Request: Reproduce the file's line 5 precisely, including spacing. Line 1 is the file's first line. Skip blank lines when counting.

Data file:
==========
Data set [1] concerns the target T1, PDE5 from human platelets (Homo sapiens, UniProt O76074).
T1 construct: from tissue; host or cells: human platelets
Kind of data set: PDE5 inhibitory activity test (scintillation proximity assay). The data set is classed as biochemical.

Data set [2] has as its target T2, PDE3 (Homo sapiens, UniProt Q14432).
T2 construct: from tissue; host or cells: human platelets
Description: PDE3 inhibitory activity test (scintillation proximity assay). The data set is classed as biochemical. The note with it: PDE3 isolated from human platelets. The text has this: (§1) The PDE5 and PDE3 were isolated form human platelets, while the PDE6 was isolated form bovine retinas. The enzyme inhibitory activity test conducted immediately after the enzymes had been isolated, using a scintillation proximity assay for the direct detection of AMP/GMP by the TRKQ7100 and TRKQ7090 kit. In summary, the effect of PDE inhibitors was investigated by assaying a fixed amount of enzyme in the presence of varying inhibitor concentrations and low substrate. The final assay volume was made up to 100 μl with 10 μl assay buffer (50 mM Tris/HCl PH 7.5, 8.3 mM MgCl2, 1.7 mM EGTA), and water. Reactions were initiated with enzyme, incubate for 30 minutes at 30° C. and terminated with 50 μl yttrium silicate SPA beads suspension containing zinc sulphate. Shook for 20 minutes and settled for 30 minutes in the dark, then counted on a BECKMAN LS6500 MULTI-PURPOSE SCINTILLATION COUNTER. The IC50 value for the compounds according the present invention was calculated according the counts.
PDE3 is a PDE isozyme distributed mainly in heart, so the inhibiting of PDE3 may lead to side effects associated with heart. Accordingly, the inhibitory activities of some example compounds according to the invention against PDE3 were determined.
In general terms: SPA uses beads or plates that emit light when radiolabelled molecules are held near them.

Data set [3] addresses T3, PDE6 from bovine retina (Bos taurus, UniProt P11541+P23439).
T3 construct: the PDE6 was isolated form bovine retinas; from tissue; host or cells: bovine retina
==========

T2 construct: from tissue; host or cells: human platelets